Heavenly Participation: The Weaving of a Sacramental Tapestry.
In Heaven Participation, Boersma urges evangelicals and Catholics to return to the Great Tradition of the Church Fathers and medieval theologians, who incorporated Neo-Platonism as a way of understanding Christianity. Boersma is concerned about the reign of propositional truth that has dominated Christian thinking in years past, and is equally troubled by the incoming tide of postmodern skepticism. His solution is to promote the theology of Henri de Lubac, Jean Danielou, Henri Bouillard, Marie-Dominique Chenu, Yves Congar, and others associated with the nouvelle theologie, the French Catholic renewal movement of the mid-twentieth century. In the nouvelle theologie, he finds inspiration for a return to the mysterious qualities that have apparently been forgotten by Christians in the modern age.
Throughout the book, Boersma uses the metaphor of a "sacramental tapestry," calling today's Christians to appreciate the "carefully woven unity of nature and the supernatural, according to which created objects are sacraments that participate in the mystery of the heavenly reality of Jesus Christ" (8). He suggests that both evangelicals and Catholics are guilty of failing to recognize the sacramental relationship that exists between God and the created order. Boersma writes that we need to treat the world "as a eucharistic offering in Christ, received from God and offered to him," which will draw us into God's presence (8). According to Boersma, if all matter as intimately connected with God, then holding such a view will lead us towards participating in the divine life.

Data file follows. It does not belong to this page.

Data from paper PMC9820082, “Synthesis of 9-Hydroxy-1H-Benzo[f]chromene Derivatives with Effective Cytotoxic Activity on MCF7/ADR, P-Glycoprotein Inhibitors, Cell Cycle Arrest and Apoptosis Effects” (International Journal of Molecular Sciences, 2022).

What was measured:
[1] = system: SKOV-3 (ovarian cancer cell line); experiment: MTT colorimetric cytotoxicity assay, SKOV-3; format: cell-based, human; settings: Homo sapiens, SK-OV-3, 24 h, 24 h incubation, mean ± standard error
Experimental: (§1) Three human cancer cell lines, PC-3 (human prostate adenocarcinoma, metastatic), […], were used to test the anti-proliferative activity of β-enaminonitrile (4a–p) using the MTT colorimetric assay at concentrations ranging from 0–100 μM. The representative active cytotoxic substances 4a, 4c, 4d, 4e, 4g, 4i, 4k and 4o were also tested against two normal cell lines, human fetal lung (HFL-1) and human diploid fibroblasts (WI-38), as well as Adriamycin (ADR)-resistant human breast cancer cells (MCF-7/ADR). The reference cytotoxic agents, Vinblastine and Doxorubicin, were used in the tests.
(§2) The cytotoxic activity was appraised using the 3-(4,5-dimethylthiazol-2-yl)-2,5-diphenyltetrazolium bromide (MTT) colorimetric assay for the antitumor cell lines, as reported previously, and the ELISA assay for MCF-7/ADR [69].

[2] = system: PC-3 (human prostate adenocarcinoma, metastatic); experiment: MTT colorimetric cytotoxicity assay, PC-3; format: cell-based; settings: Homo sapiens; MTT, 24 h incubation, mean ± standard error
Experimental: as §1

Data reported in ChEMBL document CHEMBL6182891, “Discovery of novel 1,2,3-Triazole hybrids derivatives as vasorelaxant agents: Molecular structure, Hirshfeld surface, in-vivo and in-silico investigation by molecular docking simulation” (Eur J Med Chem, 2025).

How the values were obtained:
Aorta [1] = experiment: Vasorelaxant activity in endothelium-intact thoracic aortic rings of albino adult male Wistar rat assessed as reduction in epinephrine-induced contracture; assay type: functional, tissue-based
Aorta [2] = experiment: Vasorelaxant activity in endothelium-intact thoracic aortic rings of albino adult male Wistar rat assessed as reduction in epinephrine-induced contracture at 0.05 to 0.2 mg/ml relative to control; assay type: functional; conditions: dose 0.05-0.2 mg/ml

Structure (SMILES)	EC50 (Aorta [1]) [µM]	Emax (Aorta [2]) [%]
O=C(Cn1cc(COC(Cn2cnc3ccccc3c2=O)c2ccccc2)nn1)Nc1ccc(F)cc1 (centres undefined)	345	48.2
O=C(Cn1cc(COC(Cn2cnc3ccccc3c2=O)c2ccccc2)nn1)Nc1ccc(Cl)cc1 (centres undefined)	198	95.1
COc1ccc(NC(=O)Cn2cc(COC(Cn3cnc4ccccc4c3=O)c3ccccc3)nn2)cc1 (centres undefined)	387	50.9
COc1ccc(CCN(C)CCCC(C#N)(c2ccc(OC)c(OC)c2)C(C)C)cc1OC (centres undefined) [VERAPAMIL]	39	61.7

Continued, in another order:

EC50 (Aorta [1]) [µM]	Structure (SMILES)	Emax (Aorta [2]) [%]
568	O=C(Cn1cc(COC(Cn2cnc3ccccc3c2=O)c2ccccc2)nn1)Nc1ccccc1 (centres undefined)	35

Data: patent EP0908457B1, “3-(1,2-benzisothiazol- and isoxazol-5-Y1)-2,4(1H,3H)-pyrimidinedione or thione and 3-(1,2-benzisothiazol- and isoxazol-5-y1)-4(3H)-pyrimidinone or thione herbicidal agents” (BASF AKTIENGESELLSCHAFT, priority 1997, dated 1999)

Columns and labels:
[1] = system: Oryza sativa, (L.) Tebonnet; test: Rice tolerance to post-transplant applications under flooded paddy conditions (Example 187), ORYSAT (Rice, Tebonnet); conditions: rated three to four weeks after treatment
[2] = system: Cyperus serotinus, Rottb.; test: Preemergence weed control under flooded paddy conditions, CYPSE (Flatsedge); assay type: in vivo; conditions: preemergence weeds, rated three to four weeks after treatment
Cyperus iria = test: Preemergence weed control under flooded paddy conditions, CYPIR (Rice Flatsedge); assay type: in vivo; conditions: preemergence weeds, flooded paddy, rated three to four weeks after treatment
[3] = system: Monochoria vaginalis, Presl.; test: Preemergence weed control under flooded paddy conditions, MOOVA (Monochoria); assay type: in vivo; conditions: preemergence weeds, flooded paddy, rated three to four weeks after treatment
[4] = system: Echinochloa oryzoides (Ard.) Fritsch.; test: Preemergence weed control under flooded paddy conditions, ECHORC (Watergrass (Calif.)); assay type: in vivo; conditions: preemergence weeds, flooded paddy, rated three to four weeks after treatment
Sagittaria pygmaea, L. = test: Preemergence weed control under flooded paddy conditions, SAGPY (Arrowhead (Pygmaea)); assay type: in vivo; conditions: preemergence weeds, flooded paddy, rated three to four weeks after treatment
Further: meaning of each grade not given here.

The "sacrament" of the created order is presented as a sign and mystery that leads us to the truth of who God is while still retaining a mysterious quality that cannot be fully comprehended by our finite intellect. This is a key point for Boersma, for he posits that as a sacramental linked to God, we also participate in the mystery to which the symbols of the created order point (22-23; later described in chapter 4 using the philosophical notion of "analogy of being"). The author pushes us towards a sacramental participation in the reality of God through Christ (the opposing view values nature independent of its creator, an ontology that Boersma describes as idolatrous). Boersma puts it this way, "The temporal, created order has its ultimate end not in itself but in the mysterious reality that transcends it. The end of created being lies beyond itself... while we may use this good created order, only the triune God--Father, Son, and Holy Spirit--is to be enjoyed. Only he can be loved strictly for his own sake" (30). Boersma claims that when humans have failed to see the connection between the natural and spiritual realm this has led to the tearing apart of the woven cosmic tapestry.